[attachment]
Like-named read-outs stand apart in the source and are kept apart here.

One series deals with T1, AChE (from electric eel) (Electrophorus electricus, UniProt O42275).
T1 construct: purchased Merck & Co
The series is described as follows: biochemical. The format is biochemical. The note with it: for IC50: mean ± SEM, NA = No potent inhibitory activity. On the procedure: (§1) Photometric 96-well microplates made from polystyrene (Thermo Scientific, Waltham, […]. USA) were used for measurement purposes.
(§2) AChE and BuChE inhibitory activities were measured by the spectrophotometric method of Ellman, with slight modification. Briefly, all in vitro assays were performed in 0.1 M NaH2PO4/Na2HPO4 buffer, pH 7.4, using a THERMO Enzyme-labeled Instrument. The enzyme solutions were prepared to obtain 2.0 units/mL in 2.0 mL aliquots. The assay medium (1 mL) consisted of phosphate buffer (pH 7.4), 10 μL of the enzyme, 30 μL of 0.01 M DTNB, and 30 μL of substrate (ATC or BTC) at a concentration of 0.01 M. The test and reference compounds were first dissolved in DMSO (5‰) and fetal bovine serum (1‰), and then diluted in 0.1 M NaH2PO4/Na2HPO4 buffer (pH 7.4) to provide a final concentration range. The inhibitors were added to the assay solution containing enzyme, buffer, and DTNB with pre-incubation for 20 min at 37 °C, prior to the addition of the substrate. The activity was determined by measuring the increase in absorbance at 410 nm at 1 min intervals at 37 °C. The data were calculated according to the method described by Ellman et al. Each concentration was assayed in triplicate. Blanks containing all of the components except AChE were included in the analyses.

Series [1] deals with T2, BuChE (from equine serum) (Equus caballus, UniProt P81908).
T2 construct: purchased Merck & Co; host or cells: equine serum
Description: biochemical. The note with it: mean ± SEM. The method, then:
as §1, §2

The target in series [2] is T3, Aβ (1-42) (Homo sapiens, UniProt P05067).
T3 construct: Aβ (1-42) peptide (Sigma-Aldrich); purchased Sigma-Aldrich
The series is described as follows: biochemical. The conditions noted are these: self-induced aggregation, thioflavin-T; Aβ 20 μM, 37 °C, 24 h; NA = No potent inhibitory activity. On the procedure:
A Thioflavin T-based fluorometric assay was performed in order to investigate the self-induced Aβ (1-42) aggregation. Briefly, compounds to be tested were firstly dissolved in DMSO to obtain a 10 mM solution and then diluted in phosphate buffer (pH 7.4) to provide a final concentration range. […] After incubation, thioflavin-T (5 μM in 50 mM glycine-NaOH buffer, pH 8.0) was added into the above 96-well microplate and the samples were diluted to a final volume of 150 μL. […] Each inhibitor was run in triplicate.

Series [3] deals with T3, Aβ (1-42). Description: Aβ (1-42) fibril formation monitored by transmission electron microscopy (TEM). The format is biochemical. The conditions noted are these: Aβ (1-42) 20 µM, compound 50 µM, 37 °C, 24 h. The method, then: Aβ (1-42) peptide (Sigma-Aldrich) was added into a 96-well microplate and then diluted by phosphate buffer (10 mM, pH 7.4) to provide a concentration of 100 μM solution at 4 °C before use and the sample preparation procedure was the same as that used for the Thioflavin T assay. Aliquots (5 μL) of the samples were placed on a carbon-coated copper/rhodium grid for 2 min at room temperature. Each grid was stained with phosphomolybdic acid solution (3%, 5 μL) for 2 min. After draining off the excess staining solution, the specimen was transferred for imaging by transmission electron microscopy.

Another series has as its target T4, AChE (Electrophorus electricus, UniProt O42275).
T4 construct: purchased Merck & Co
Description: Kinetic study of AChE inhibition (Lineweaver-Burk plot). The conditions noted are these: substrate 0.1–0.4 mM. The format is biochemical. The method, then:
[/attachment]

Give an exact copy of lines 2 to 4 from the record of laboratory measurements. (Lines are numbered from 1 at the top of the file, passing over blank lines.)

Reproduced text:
One series deals with T1, AChE (from electric eel) (Electrophorus electricus, UniProt O42275).
T1 construct: purchased Merck & Co
The series is described as follows: biochemical. The format is biochemical. The note with it: for IC50: mean ± SEM, NA = No potent inhibitory activity. On the procedure: (§1) Photometric 96-well microplates made from polystyrene (Thermo Scientific, Waltham, […]. USA) were used for measurement purposes.